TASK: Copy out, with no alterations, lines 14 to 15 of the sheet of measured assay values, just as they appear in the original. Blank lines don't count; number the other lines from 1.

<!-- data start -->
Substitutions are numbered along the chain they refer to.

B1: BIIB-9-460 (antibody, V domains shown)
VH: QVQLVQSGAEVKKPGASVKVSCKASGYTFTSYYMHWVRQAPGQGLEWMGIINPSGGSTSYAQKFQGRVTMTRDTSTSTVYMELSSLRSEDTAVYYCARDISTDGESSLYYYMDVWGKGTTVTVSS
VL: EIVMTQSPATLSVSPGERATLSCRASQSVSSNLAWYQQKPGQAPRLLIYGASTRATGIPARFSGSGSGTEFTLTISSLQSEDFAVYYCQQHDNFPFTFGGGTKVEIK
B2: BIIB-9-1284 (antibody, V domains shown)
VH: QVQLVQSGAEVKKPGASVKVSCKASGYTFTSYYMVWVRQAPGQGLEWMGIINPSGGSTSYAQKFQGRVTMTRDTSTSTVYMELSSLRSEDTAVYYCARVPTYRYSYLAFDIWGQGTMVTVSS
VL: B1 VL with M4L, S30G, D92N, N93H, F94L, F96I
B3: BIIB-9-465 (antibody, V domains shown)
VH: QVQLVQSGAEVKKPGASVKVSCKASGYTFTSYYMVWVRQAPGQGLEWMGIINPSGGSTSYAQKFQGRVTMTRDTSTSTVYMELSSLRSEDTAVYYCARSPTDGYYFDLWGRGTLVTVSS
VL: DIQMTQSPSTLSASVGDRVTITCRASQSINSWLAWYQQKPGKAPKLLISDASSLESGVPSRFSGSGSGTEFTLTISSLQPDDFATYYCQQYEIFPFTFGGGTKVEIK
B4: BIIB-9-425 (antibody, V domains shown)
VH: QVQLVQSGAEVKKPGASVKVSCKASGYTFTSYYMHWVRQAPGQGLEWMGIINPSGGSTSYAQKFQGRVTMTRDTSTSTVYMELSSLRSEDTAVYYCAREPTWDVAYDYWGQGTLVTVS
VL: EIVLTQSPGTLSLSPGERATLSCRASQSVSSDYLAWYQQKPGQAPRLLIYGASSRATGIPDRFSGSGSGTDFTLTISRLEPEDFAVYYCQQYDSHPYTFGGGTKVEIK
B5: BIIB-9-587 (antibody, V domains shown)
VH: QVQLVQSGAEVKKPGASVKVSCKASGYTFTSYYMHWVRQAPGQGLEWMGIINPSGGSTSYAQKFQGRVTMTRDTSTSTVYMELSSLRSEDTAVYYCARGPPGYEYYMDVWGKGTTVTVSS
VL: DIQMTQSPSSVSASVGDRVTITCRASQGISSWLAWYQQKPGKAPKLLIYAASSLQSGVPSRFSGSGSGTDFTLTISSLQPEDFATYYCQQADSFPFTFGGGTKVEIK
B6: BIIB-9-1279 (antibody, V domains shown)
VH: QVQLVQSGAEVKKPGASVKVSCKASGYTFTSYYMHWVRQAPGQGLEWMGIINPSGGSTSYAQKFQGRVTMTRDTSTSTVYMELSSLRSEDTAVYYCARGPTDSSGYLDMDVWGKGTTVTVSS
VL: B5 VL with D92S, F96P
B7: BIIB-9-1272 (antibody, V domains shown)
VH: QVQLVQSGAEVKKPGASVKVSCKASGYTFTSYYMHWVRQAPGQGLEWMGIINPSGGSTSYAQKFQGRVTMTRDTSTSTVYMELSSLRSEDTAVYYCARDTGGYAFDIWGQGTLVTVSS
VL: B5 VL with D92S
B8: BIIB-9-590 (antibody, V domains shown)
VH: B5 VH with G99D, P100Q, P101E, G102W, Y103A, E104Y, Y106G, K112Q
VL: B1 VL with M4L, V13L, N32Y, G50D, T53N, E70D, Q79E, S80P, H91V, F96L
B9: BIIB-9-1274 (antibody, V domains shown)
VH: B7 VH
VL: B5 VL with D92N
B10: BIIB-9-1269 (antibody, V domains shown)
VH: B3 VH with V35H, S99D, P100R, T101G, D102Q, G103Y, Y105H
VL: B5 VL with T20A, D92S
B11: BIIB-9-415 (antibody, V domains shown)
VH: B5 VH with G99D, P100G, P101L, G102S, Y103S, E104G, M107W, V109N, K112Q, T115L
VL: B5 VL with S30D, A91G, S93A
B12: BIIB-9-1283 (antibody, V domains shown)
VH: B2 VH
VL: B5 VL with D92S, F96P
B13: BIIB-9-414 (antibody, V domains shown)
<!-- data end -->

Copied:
B5: BIIB-9-587 (antibody, V domains shown)
VH: QVQLVQSGAEVKKPGASVKVSCKASGYTFTSYYMHWVRQAPGQGLEWMGIINPSGGSTSYAQKFQGRVTMTRDTSTSTVYMELSSLRSEDTAVYYCARGPPGYEYYMDVWGKGTTVTVSS